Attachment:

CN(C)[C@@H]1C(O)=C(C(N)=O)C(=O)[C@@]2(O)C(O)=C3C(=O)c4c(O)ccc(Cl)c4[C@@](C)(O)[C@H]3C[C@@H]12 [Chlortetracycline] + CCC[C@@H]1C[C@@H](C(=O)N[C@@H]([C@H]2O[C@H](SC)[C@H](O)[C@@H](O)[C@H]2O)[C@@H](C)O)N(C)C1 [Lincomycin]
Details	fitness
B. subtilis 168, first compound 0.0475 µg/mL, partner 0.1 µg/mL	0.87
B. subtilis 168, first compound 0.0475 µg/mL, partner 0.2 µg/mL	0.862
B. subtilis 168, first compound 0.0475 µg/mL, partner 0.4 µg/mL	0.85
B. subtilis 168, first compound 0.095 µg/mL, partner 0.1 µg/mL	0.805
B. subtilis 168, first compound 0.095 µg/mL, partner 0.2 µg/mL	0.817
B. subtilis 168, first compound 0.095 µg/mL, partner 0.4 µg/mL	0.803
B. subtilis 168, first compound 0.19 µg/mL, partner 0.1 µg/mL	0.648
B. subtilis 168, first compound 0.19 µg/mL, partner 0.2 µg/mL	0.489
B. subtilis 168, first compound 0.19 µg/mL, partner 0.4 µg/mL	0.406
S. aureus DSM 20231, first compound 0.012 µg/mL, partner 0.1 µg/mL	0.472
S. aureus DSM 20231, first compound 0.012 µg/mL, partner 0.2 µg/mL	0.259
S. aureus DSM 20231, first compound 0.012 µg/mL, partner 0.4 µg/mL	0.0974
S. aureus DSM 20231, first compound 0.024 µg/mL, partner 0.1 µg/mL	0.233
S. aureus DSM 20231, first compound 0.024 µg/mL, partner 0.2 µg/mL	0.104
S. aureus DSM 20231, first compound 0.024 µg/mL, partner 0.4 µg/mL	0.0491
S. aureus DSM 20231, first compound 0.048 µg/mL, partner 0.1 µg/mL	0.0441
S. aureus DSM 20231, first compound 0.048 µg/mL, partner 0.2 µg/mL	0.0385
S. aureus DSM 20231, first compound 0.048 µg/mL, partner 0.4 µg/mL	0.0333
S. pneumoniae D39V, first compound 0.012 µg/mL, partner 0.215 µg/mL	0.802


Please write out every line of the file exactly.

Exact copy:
CN(C)[C@@H]1C(O)=C(C(N)=O)C(=O)[C@@]2(O)C(O)=C3C(=O)c4c(O)ccc(Cl)c4[C@@](C)(O)[C@H]3C[C@@H]12 [Chlortetracycline] + CCC[C@@H]1C[C@@H](C(=O)N[C@@H]([C@H]2O[C@H](SC)[C@H](O)[C@@H](O)[C@H]2O)[C@@H](C)O)N(C)C1 [Lincomycin]
Details	fitness
B. subtilis 168, first compound 0.0475 µg/mL, partner 0.1 µg/mL	0.87
B. subtilis 168, first compound 0.0475 µg/mL, partner 0.2 µg/mL	0.862
B. subtilis 168, first compound 0.0475 µg/mL, partner 0.4 µg/mL	0.85
B. subtilis 168, first compound 0.095 µg/mL, partner 0.1 µg/mL	0.805
B. subtilis 168, first compound 0.095 µg/mL, partner 0.2 µg/mL	0.817
B. subtilis 168, first compound 0.095 µg/mL, partner 0.4 µg/mL	0.803
B. subtilis 168, first compound 0.19 µg/mL, partner 0.1 µg/mL	0.648
B. subtilis 168, first compound 0.19 µg/mL, partner 0.2 µg/mL	0.489
B. subtilis 168, first compound 0.19 µg/mL, partner 0.4 µg/mL	0.406
S. aureus DSM 20231, first compound 0.012 µg/mL, partner 0.1 µg/mL	0.472
S. aureus DSM 20231, first compound 0.012 µg/mL, partner 0.2 µg/mL	0.259
S. aureus DSM 20231, first compound 0.012 µg/mL, partner 0.4 µg/mL	0.0974
S. aureus DSM 20231, first compound 0.024 µg/mL, partner 0.1 µg/mL	0.233
S. aureus DSM 20231, first compound 0.024 µg/mL, partner 0.2 µg/mL	0.104
S. aureus DSM 20231, first compound 0.024 µg/mL, partner 0.4 µg/mL	0.0491
S. aureus DSM 20231, first compound 0.048 µg/mL, partner 0.1 µg/mL	0.0441
S. aureus DSM 20231, first compound 0.048 µg/mL, partner 0.2 µg/mL	0.0385
S. aureus DSM 20231, first compound 0.048 µg/mL, partner 0.4 µg/mL	0.0333
S. pneumoniae D39V, first compound 0.012 µg/mL, partner 0.215 µg/mL	0.802